This is what we have referred to as our KIC evaluations. There are a multitude of characteristics you can use to evaluate your interns. You may have noticed that we didn’t include fundamental attributes such as character, trustworthiness, dependability, reliability, or work ethic. In my opinion, if any of these basic attributes aren't present, the internship shouldn’t happen. Don’t allow a young person to intern for you if you can’t trust them, they have questionable character, or you have the impression that they won't work hard.

The level system

Classifying interns and making the evaluation process more objective can help the overall experience. Here's an example of our level system, specifically for the knowledge portion of the KIC evaluation. How you implement the system or what you do with the classification is entirely up to the individual coach.

Level 0: The intern doesn't know basic exercise technique.

Coaches considered to be at Level 0 are unable to teach basic and fundamental movements, conduct a proper warm-up sequence, and don't know basic pre-habilitation circuits. Most strength coaches at the Division I level and higher will never need to hire an intern or graduate assistant at Level 0. If an intern starts in your program at Level 0, he absolutely can't be permitted to continue as an intern without progressing to Level 1 within a week, maybe two at the longest. It's absolutely imperative that interns have the knowledge base and, more importantly, the desire to learn your program’s exercise technique and the teaching progressions associated with them, all your warm ups, and any pre-workout or post-workout circuits.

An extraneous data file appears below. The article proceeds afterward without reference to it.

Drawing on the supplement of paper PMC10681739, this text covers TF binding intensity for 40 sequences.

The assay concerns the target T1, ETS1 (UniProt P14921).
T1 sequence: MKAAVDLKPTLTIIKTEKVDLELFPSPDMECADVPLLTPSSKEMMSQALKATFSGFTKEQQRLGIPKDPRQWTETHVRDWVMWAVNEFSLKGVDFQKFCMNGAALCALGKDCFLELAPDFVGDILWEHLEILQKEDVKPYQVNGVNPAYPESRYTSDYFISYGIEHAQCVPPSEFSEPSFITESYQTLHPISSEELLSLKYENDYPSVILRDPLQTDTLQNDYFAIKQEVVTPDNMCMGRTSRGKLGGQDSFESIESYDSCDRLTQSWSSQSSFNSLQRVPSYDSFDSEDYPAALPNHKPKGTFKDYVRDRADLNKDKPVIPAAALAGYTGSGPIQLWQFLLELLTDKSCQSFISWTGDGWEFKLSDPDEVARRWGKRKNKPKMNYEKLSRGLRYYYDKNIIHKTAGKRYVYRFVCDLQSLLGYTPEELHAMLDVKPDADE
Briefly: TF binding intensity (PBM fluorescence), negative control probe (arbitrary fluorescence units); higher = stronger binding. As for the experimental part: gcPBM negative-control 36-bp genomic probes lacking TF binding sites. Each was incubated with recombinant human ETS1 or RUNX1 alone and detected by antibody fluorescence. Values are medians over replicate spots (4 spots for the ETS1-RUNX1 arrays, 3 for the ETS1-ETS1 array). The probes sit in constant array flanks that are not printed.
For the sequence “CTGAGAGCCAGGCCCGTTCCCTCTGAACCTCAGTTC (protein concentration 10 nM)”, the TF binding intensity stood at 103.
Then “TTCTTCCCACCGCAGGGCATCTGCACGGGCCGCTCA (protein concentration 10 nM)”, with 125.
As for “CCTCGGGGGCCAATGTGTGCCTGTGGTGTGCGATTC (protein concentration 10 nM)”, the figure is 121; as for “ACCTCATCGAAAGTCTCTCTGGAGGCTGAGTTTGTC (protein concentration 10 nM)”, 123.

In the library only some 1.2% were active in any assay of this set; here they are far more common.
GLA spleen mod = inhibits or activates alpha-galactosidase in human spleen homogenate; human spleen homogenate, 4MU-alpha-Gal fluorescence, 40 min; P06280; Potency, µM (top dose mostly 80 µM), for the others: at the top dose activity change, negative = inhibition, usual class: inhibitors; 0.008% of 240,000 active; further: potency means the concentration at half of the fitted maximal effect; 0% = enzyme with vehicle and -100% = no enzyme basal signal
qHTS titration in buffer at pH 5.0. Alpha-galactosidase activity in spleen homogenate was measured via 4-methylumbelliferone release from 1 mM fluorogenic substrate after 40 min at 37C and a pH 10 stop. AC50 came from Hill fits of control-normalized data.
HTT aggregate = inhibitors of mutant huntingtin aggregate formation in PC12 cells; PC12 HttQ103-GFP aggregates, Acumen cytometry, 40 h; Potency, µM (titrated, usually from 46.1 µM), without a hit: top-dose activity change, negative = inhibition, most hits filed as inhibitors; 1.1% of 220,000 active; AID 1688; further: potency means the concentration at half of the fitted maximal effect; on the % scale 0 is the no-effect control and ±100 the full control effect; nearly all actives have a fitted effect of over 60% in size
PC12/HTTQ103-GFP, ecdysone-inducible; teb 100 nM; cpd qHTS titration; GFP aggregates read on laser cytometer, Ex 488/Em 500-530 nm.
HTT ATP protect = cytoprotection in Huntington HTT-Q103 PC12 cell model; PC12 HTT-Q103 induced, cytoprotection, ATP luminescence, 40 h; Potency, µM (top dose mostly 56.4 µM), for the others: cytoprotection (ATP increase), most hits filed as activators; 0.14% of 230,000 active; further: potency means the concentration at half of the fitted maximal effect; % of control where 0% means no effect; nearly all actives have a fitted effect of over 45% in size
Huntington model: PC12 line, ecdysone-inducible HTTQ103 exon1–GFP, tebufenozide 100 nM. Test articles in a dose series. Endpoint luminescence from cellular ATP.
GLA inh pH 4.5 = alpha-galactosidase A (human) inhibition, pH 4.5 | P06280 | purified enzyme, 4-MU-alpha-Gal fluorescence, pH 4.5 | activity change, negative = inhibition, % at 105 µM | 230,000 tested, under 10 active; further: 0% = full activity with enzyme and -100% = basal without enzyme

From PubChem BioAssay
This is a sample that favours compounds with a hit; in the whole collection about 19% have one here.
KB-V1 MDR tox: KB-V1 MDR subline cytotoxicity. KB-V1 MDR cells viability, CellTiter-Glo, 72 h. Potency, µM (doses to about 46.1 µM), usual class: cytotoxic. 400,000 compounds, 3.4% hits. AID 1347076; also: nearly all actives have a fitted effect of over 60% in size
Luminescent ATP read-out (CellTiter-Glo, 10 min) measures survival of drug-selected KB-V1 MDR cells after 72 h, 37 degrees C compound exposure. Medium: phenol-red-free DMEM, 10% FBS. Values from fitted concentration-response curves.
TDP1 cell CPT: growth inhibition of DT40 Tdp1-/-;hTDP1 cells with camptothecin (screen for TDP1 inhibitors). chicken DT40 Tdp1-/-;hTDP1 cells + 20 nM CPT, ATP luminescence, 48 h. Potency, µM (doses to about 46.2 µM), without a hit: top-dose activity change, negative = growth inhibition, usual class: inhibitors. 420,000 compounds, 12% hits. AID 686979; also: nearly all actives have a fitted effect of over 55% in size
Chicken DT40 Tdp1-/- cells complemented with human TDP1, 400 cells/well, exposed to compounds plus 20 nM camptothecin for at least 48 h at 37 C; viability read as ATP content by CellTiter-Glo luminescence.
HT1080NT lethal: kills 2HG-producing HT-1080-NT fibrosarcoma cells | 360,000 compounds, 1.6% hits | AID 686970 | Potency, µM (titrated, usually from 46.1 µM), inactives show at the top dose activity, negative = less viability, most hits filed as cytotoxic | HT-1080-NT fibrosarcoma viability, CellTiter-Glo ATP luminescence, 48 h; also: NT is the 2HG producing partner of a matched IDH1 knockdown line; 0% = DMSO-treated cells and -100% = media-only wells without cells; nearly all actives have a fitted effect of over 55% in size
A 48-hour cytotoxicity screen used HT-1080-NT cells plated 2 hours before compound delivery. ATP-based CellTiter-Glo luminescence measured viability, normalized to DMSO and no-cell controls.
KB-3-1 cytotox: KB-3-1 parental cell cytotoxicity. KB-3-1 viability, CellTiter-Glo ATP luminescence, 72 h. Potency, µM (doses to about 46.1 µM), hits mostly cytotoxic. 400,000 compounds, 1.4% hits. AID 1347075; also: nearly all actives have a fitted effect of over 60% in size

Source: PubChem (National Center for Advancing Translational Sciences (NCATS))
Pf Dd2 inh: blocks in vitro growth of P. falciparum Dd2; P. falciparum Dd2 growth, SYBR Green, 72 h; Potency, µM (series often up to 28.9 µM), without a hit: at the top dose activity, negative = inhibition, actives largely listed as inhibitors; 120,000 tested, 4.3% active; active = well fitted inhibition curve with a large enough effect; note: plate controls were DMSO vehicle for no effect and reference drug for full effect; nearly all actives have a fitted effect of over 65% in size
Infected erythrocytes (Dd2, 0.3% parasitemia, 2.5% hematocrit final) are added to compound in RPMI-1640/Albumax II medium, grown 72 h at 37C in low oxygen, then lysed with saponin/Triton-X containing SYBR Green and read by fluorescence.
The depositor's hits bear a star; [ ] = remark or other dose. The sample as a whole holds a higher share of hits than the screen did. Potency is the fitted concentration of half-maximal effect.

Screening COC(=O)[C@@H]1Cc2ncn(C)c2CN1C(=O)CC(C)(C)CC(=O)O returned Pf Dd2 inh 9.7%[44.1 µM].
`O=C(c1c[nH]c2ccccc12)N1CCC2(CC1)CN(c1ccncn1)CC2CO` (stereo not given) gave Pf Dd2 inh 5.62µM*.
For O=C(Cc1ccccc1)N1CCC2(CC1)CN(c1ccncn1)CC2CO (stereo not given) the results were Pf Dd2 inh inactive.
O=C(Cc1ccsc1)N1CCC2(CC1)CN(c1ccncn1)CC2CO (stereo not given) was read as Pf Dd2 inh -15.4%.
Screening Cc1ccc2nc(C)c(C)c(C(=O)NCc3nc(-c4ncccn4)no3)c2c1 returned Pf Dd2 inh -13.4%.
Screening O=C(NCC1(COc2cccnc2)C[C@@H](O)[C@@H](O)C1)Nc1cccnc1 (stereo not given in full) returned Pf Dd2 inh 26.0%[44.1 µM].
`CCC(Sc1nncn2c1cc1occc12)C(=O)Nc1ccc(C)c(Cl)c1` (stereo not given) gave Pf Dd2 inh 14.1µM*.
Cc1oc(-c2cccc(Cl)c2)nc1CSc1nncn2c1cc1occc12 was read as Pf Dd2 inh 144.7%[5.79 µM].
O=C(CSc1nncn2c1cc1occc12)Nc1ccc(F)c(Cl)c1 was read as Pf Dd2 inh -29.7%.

Level 1: The intern knows basic exercise technique and can explain it thoroughly and demonstrate it proficiently.

The majority of interns that we see achieve Level 1 status relatively quickly, especially if they have the passion for strength and conditioning. Unfortunately, many interns stay at Level 1 for the majority of their internship. Progressing from Level 1 has been a major point of emphasis in our program. Level 1 interns are proficient at explaining and demonstrating exercise technique and often times can lead warm ups and small group teaching progressions if needed.

Level 2: The intern can visually identify proper technique execution and technique discrepancies in an athlete.

Being able to identify a technique discrepancy is an important step in a young coach’s development. He may not know exactly how to address the problem at this point, but acknowledging proper form and identifying improper form is an extremely important step.